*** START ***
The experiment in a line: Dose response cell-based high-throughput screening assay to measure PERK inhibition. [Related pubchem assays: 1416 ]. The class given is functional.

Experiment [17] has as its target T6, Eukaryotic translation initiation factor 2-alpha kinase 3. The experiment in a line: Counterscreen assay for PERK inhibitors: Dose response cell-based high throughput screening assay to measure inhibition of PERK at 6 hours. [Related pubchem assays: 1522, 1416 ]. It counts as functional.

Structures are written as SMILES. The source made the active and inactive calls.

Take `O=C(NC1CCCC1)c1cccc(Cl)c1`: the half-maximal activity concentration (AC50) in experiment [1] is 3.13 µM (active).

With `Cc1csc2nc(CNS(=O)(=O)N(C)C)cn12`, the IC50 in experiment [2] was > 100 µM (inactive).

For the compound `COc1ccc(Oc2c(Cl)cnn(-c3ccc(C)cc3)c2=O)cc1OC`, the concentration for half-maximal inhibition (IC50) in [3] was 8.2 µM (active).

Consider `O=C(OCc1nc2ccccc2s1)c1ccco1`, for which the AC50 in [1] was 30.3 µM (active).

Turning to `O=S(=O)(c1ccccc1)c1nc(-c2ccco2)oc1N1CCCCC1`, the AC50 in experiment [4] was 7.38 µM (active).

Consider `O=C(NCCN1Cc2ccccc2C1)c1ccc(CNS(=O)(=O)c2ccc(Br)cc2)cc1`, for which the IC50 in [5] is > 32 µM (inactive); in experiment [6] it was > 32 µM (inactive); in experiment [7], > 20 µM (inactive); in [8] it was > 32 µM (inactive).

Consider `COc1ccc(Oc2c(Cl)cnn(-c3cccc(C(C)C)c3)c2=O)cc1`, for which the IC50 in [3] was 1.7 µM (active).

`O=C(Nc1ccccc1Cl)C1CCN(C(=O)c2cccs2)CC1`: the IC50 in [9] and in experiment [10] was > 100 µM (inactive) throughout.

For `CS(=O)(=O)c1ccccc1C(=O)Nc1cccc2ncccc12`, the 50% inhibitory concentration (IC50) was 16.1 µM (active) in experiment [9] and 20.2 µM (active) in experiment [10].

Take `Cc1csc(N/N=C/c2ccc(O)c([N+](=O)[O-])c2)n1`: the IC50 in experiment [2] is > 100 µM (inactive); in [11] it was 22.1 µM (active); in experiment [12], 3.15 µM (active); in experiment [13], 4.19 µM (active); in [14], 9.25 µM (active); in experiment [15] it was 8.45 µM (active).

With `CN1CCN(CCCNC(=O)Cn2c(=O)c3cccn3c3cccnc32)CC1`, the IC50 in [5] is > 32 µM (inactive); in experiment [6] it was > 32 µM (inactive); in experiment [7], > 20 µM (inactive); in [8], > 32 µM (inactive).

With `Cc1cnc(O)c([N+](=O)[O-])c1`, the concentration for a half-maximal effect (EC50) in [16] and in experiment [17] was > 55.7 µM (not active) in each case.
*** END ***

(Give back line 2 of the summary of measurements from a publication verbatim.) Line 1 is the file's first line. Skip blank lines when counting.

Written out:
Experiment [17] has as its target T6, Eukaryotic translation initiation factor 2-alpha kinase 3. The experiment in a line: Counterscreen assay for PERK inhibitors: Dose response cell-based high throughput screening assay to measure inhibition of PERK at 6 hours. [Related pubchem assays: 1522, 1416 ]. It counts as functional.